The Journal of Contemporary Legal Issues


In day-to-day life, one is compelled to compare. In replying to a question on one’s favorite things, one will group them together based on the satisfaction one is provided with, leaving out the rest. In discussing the issue of spiteful people, one is promptly reminded of some common features of individuals whose actions typically meet the required criteria (or the criteria one sets for such category). In metaphorical speech—for instance, by descriptively asserting that “no man is an island”—one grounds the assertion on past knowledge of the prototypical isolation of islands to, then, negate the transfer of such features to human beings, also based on past knowledge that they lack self-sufficiency and require partaking in any kind of community to thrive. Lastly, if one wishes to open a box with no scissors or knifes at hand, one might try with a key, if sharp enough: by purporting to do so, one is setting an analogy insofar one is transferring structural information (functionality for said purpose, i.e., the active disposition to cut through) from a source (scissors and knifes) to a target (sharp-enough keys).

The capacity to set analogies and categorize is naturally limited by many things: I have no intention to be exhaustive, thus I will just name a few. It is limited, on the one hand, by the information included in the knowledgebase (e.g., one cannot list skydiving as a favorite thing if one has not even heard about it) and, on the other, by the degree of what in cognitive psychology is called “perceptual similarity,” which is developed with age and acquisition of expertise. It is also limited by the set of terms of comparison: analogies and categories always fall prey to the availability bias which consists in heavily weighing judgments toward more recent information, making new opinions biased toward latest news. Thirdly, it would also be naïf to claim that reasoning by analogy is not impacted by background theories, to the extent that it is claimed that all knowledge is “theory-infused.” Analogies and categories are formulated in a context of tendency, related to cognitive dissonance, to seek or interpret information in such a way that it confirms one’s preconceptions and discredit that which does not support it. Furthermore, similarities are somehow dependent upon people’s underlying representations—beliefs and phenomenal experience, —not necessarily based on whether they represent simple, descriptive properties. The issue of these “salient similarities” becomes very clear, for instance, in discussions regarding descriptive similarities of same-sex couples if the discussants do not share underlying representations. Naturally, that is linked with the “status quo” bias towards things remaining relatively the same and avoiding disruptions and “stereotyping”—that is, hoping for a member of the projected category to possess certain properties and behave in a certain way without having any relevant information about that particular.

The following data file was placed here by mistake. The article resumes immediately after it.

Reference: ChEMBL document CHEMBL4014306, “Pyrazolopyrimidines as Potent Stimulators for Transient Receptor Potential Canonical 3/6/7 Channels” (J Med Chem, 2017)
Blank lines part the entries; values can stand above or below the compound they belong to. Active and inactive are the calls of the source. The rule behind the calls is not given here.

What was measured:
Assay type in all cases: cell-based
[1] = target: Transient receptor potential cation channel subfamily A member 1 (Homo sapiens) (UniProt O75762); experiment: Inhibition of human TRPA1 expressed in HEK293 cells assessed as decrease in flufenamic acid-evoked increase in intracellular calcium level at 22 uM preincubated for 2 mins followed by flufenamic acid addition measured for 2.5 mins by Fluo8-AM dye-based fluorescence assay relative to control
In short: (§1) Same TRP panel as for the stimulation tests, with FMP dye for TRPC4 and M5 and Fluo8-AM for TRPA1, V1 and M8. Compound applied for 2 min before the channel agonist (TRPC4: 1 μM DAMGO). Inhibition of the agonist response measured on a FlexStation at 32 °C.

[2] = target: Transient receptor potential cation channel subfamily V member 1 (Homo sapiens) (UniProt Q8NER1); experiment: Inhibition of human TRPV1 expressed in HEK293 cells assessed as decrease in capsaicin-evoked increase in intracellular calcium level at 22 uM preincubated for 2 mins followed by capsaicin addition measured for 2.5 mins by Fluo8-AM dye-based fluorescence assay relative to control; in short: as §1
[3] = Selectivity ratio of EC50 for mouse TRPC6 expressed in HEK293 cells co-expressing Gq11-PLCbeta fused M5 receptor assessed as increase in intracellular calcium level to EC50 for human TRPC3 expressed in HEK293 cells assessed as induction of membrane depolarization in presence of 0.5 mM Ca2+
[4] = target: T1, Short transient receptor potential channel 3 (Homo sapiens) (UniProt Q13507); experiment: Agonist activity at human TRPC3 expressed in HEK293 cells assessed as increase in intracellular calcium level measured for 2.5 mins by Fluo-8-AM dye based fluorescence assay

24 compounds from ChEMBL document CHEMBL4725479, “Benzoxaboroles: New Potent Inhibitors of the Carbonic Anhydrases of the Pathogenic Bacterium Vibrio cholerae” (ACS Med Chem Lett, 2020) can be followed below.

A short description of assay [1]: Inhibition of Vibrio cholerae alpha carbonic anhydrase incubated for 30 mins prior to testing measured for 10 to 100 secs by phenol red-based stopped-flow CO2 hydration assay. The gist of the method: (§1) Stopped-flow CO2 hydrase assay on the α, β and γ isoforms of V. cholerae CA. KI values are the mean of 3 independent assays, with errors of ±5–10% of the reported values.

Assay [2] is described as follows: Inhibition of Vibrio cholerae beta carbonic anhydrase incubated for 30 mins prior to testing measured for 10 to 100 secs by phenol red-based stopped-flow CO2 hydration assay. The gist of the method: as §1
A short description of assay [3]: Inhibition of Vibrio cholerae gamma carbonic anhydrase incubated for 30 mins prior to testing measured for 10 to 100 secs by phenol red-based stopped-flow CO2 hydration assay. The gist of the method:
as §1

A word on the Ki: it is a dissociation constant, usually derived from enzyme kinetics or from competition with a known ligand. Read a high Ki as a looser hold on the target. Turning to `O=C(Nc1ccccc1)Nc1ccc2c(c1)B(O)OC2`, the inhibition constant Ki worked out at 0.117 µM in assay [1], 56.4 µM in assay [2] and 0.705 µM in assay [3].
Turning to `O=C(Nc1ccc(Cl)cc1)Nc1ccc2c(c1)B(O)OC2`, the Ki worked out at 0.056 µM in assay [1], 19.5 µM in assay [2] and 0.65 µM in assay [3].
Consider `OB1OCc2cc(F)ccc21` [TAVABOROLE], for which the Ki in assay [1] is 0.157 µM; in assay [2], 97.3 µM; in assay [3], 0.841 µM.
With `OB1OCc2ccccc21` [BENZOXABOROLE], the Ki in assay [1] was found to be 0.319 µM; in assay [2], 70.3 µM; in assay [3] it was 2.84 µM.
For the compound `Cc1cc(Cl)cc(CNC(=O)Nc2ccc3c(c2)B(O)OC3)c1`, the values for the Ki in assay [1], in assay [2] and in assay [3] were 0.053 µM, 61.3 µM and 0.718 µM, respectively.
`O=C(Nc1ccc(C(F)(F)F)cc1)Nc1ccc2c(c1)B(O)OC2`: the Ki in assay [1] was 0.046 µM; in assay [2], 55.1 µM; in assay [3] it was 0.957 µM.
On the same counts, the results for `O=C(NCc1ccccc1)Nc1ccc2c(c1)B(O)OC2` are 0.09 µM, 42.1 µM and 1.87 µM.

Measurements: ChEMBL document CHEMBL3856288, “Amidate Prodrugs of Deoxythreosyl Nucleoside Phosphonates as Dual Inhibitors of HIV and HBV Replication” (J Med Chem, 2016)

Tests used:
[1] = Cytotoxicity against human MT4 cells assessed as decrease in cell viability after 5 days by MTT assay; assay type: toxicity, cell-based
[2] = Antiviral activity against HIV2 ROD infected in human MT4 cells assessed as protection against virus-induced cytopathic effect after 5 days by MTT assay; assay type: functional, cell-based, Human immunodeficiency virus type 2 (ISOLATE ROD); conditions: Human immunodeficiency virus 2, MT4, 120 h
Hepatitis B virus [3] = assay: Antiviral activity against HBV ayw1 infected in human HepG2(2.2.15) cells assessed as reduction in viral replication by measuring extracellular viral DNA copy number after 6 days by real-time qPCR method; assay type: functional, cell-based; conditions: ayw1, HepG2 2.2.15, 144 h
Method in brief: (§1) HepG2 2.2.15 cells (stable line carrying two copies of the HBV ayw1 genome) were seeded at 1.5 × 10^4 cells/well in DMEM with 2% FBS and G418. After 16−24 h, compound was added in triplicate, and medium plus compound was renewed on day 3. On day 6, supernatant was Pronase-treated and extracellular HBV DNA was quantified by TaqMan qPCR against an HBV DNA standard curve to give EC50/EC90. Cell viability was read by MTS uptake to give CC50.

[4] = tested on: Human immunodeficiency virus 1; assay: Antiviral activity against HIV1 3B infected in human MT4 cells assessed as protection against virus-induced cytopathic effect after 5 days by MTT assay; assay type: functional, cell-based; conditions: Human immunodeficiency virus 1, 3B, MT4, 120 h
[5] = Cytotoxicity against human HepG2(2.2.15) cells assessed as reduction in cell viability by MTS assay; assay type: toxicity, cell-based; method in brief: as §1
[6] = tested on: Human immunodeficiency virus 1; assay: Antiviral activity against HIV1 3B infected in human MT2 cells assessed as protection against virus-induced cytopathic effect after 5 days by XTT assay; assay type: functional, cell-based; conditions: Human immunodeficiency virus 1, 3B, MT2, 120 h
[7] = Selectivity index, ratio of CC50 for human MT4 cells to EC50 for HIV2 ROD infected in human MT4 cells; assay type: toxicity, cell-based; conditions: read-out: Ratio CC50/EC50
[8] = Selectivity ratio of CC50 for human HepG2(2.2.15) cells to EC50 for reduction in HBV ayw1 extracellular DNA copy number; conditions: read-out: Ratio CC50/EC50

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Larry Alexander & Steven D. Smith

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